4. Application of artificial radioisotopes in hydrological studies

    International Nuclear Information System (INIS)

    Jacob, Noble; Shivanna, K.

    2009-01-01

    In this article, various applications of the artificial radioisotopes in surface water and groundwater investigations are briefly reviewed with a few recent case studies. They are found to be extremely useful in understanding the hydrological processes and obtaining pertinent parameters such as dilution factors, dispersion coefficients, rate of sediment transport in surface waters and recharge rate, velocity and flow direction in groundwater systems. (author)

  5. Radioisotope requirements and usage in the radiopharmaceutical industry

    International Nuclear Information System (INIS)

    Langton, M.A.

    1995-01-01

    Radioisotopes are used extensively in many different productive and beneficial human endeavors. Amersham International, a U.K.-based company originating in the British Scientific Civil Service during World War II, has been actively involved in many of these activities for more than 50 yr. Today they are one of the world's largest suppliers of radioactive compounds and scaled radiation sources for use in industrial quality and safety assurance, life science research, and medicine. This paper outlines one of these applications: the use of radioisotopes as radiopharmaceuticals. Radiopharmaceuticals are radioactive nuclides and labeled compounds that have been developed for the diagnosis and treatment of (human) disease. They are manufactured via highly controlled processes and have gone through regulatory scrutiny and approval far in excess of other radioisotopes used in other applications. Radiopharmaceuticals can be conveniently split into two categories. One type is simply an active analog that mimics the physiological behavior of its inactive counterpart in the body. The other involves an actual pharmacological compound that exhibits the desired physiological behavior, which is then labeled with a radionuclide suitable for either imaging or the delivery of a therapeutic radiation dose as appropriate but which plays no part in the mechanism of action of the drug. The latter type, which is the more common of the two, can be supplied either as an active compounded product or as a open-quotes cold kit,close quotes which is then labeled with the appropriate radiopharmaceutical-grade radionuclide to yield the final product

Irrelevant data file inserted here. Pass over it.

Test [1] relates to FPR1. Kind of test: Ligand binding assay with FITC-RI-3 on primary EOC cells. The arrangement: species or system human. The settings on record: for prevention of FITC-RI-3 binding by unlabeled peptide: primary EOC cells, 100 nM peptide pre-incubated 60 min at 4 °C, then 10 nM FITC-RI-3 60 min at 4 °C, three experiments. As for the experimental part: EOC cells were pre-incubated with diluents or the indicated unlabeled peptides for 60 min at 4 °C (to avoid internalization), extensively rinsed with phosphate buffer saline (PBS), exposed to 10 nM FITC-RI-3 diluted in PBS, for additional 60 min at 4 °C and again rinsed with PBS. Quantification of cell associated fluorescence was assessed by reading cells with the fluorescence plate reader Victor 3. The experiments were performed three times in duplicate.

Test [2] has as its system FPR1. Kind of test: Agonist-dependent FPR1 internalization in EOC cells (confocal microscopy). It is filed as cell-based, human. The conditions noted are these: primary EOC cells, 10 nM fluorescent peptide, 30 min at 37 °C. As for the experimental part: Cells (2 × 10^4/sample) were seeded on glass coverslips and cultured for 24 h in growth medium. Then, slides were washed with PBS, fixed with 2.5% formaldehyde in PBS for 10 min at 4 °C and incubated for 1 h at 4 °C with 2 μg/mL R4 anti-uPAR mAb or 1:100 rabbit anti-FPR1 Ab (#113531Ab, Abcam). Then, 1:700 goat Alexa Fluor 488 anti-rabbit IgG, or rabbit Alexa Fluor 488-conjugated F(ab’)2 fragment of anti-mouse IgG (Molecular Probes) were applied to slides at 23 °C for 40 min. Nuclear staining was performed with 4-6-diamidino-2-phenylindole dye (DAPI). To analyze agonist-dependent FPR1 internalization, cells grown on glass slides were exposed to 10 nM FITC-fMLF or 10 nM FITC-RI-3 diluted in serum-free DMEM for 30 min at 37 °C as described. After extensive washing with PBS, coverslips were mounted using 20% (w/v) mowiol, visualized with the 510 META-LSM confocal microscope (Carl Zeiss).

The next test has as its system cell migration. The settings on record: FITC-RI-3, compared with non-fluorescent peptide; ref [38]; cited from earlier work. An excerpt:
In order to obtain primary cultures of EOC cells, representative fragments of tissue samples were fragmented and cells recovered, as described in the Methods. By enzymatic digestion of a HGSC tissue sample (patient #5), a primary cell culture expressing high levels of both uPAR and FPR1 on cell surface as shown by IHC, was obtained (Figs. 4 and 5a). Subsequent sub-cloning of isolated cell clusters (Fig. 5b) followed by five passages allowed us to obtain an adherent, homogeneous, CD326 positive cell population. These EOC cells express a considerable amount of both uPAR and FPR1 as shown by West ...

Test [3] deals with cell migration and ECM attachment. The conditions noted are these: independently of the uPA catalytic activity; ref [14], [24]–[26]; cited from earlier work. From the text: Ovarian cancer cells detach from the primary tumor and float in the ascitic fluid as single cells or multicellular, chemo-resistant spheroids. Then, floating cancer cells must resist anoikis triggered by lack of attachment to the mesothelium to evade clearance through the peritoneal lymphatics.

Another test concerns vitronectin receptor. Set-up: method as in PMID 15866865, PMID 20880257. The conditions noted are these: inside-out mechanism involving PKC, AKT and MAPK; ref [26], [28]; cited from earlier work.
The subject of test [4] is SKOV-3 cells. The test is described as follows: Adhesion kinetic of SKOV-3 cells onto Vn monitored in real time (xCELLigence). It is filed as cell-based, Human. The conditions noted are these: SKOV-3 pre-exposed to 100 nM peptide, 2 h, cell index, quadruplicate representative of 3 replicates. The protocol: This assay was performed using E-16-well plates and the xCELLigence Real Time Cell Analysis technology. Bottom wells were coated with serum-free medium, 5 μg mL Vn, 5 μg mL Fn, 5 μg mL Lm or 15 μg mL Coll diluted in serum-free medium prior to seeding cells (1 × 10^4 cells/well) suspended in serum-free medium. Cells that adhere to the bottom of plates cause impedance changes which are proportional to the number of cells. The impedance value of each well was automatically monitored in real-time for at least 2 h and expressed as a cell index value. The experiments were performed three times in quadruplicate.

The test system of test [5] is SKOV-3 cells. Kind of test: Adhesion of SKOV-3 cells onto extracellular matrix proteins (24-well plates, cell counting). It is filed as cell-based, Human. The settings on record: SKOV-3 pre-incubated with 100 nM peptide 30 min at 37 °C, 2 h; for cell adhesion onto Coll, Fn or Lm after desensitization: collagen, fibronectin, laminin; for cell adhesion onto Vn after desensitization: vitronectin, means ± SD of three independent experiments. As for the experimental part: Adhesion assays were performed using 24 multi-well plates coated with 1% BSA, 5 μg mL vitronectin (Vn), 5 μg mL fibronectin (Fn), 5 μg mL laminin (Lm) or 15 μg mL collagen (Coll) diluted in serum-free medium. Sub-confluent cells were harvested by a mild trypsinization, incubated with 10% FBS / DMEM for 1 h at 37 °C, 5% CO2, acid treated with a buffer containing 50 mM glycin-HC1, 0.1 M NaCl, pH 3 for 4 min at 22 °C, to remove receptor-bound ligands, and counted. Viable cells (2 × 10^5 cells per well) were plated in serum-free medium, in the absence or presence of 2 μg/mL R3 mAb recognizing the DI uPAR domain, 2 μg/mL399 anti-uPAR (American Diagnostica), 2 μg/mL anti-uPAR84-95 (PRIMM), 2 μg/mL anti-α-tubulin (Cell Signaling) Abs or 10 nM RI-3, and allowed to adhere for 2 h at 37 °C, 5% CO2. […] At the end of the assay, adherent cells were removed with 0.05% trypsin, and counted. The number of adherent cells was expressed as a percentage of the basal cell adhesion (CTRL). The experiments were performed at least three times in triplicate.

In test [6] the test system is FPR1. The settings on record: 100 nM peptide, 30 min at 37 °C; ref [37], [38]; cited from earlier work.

6. Assessment of radioisotope heaters for remote terrestrial applications

    International Nuclear Information System (INIS)

    Uherka, K.L.